As a teacher, she noticed that a lot of kids are very stressed. 

“Things are very uncertain and everyone is having to learn new skills about time management and organization. Social isolation is getting to people.” Layton continued, “I have also seen some really positive changes. A lot of kids have had to adjust who they are as people — they are learning to be more flexible, to have more grace, to self-motivate, to be more confident.”

Politics, racial injustice, a virus and the election add even more stress. “As a middle-aged white woman, my anxiety, stress and mental health concerns are going to be different from those my students, especially my students in poverty or who are POC [people of color],” Layton said.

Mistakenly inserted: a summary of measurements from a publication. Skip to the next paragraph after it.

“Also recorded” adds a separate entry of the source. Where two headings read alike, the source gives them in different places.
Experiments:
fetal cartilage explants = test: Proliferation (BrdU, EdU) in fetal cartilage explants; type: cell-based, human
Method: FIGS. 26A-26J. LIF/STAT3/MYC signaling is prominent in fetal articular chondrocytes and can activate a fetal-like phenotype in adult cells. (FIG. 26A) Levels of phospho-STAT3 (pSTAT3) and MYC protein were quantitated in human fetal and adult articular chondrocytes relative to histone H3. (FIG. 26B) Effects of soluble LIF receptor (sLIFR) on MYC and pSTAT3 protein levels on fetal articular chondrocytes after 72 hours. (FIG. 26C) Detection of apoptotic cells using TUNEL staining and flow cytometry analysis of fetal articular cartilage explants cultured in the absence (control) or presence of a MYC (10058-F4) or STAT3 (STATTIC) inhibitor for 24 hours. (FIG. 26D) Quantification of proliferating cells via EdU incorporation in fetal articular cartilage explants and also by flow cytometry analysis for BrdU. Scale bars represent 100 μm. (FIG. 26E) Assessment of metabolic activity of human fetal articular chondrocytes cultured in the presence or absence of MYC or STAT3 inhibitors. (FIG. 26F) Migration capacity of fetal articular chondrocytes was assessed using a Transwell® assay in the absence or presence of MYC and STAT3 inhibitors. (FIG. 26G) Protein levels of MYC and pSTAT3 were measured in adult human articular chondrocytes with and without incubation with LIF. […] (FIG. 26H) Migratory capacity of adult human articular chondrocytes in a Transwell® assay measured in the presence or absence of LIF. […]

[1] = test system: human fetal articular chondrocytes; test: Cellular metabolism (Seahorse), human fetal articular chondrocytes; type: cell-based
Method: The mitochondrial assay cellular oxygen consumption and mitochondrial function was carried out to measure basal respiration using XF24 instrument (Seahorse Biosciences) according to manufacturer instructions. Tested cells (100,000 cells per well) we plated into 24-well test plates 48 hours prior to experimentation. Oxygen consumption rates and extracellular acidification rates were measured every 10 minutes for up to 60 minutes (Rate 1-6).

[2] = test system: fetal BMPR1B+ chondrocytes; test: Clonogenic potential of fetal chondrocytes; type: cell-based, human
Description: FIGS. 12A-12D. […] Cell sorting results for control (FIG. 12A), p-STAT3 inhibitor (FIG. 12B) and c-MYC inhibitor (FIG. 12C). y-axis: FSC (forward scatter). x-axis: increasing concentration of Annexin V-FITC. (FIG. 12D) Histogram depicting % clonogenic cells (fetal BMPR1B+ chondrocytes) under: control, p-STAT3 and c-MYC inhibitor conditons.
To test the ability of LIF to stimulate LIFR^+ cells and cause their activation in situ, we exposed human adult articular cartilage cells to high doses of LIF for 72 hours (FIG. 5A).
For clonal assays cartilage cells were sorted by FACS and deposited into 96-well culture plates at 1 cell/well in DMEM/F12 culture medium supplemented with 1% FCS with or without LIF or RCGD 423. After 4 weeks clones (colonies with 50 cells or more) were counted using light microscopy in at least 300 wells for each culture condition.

Julie Pelligrino-Hartman, Loy Norrix’s choir teacher, went into more detail about how POC have been affected.

 She noted that the pandemic is traumatic, and people of color have racial trauma on top of that.

“One thing to keep in mind for students of color, not only are they dealing with the pandemic, being a marginalized identity is more on top of it.” Pelligrino-Hartman continued, “You may have a black student who is in an online class and they don’t learn very well with online learning, and then to top it off, the things that they’re learning about in class don’t reflect their culture, so it becomes ‘why would I go to class if none of this applies to me?’”

She noted that relationships are very important for learning and that being online makes it difficult for teachers to build relationships with students.